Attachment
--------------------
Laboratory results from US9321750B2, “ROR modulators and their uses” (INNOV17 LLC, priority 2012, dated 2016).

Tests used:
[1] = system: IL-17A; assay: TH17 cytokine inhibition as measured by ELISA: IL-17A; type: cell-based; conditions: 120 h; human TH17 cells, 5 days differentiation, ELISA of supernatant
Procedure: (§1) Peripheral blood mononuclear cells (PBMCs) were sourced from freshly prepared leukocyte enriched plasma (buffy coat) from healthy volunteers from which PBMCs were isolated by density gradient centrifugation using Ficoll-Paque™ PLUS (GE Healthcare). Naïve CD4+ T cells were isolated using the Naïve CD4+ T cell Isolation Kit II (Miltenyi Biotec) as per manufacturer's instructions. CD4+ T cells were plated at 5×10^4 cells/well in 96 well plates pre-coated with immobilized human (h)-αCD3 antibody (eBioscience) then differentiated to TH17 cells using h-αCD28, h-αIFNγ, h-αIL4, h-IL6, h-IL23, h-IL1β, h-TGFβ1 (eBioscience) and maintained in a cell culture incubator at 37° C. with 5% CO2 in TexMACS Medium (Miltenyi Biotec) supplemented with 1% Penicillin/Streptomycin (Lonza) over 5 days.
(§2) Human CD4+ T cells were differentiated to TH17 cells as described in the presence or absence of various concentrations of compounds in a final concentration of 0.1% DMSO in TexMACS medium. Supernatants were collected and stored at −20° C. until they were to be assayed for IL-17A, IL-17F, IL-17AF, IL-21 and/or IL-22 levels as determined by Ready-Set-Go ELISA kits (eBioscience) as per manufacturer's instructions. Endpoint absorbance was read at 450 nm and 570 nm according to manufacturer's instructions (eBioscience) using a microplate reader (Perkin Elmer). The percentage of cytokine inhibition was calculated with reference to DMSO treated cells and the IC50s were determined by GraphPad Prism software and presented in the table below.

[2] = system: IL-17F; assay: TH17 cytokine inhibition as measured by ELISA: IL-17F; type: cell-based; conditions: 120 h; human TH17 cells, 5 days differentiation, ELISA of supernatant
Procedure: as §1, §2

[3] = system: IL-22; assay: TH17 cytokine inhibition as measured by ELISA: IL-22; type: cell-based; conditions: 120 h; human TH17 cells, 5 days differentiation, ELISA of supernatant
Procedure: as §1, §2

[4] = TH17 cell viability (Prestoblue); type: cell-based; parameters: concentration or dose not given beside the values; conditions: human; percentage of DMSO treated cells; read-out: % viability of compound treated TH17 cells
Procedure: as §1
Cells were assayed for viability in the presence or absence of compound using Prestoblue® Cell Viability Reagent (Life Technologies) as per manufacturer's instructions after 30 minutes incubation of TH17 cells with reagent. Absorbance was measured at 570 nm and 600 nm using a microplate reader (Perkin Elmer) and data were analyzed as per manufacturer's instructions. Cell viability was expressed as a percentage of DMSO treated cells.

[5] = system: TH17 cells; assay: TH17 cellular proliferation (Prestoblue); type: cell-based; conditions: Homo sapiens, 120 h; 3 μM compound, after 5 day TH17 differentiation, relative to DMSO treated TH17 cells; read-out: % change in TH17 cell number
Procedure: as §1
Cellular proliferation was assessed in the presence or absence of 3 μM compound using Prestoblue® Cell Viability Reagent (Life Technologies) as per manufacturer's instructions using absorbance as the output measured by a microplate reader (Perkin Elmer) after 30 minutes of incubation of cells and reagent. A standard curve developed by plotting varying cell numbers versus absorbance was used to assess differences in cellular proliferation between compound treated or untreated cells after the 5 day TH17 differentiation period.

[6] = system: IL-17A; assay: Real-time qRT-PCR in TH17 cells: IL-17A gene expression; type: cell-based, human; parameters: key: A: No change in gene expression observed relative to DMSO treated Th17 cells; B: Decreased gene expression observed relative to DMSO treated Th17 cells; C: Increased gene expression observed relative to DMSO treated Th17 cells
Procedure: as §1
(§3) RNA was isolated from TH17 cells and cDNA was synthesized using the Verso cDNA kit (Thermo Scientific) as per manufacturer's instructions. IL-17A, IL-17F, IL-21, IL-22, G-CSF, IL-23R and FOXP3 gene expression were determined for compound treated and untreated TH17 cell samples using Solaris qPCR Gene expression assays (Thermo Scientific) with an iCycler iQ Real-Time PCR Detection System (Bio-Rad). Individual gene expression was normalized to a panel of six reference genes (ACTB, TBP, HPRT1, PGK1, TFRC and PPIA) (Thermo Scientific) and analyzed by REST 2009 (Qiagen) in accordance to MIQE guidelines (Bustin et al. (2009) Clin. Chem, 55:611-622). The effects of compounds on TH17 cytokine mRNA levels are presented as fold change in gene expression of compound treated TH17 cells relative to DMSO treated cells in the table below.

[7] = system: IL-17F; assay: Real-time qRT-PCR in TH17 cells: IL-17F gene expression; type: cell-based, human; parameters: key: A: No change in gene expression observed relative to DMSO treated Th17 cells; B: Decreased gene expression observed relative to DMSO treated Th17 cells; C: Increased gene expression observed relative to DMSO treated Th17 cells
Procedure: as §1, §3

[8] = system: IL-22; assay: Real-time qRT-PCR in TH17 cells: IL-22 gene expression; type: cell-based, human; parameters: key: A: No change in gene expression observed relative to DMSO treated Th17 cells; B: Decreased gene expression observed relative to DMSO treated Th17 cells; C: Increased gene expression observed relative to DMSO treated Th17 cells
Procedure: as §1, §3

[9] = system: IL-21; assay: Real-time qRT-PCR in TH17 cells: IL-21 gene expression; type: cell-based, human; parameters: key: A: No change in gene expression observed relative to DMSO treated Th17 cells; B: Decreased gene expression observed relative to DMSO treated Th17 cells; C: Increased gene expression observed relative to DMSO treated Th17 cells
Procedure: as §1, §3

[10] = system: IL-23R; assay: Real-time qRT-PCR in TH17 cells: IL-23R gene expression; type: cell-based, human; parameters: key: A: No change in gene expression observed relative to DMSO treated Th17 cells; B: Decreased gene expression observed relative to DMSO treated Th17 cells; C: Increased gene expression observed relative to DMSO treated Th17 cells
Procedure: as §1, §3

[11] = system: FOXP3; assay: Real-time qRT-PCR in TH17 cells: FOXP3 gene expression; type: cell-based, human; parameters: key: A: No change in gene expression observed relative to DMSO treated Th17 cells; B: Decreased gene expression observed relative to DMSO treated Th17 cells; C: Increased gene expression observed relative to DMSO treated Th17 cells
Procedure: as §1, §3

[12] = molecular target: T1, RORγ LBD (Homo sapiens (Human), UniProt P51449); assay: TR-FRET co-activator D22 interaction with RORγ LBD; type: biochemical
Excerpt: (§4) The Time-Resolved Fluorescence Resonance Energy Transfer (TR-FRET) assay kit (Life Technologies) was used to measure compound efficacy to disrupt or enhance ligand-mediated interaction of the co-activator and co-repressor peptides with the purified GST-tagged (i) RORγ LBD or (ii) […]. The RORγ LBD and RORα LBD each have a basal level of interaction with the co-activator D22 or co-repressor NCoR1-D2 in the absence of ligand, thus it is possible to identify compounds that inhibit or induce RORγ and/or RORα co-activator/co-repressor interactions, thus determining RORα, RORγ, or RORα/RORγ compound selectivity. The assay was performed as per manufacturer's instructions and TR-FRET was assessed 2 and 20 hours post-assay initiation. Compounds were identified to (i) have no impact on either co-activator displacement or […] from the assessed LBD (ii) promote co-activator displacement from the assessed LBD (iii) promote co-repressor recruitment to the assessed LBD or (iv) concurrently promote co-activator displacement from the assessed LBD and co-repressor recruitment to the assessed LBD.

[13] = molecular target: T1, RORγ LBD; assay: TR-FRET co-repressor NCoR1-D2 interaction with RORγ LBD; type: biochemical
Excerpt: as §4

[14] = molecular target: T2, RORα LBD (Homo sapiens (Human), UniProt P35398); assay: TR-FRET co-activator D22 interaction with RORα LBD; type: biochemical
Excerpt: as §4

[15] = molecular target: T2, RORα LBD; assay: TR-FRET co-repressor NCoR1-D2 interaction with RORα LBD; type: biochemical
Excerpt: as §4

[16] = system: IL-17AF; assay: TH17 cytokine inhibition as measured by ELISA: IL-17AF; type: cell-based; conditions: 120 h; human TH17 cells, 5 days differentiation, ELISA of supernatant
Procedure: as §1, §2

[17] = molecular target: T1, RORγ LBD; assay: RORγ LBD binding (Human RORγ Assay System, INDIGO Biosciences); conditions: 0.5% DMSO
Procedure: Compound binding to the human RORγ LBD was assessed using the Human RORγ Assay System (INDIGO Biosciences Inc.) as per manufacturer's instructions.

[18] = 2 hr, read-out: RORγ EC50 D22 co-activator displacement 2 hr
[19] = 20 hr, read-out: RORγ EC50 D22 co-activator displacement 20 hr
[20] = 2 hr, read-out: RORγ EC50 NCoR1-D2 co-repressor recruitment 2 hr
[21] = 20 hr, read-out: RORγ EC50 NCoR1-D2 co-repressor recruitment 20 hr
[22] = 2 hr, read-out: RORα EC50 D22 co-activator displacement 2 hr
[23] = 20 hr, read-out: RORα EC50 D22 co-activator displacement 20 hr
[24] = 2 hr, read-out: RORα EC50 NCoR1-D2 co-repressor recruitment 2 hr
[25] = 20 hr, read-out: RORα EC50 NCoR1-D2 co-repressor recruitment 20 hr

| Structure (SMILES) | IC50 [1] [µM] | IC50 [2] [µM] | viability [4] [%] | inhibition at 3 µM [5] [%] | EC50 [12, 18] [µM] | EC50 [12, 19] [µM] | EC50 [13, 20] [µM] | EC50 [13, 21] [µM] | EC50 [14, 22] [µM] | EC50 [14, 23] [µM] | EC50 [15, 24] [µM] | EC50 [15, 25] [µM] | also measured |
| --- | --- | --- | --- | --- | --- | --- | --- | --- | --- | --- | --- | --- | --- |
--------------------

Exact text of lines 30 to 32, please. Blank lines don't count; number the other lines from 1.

Excerpt: (§4) The Time-Resolved Fluorescence Resonance Energy Transfer (TR-FRET) assay kit (Life Technologies) was used to measure compound efficacy to disrupt or enhance ligand-mediated interaction of the co-activator and co-repressor peptides with the purified GST-tagged (i) RORγ LBD or (ii) […]. The RORγ LBD and RORα LBD each have a basal level of interaction with the co-activator D22 or co-repressor NCoR1-D2 in the absence of ligand, thus it is possible to identify compounds that inhibit or induce RORγ and/or RORα co-activator/co-repressor interactions, thus determining RORα, RORγ, or RORα/RORγ compound selectivity. The assay was performed as per manufacturer's instructions and TR-FRET was assessed 2 and 20 hours post-assay initiation. Compounds were identified to (i) have no impact on either co-activator displacement or […] from the assessed LBD (ii) promote co-activator displacement from the assessed LBD (iii) promote co-repressor recruitment to the assessed LBD or (iv) concurrently promote co-activator displacement from the assessed LBD and co-repressor recruitment to the assessed LBD.

[13] = molecular target: T1, RORγ LBD; assay: TR-FRET co-repressor NCoR1-D2 interaction with RORγ LBD; type: biochemical
Excerpt: as §4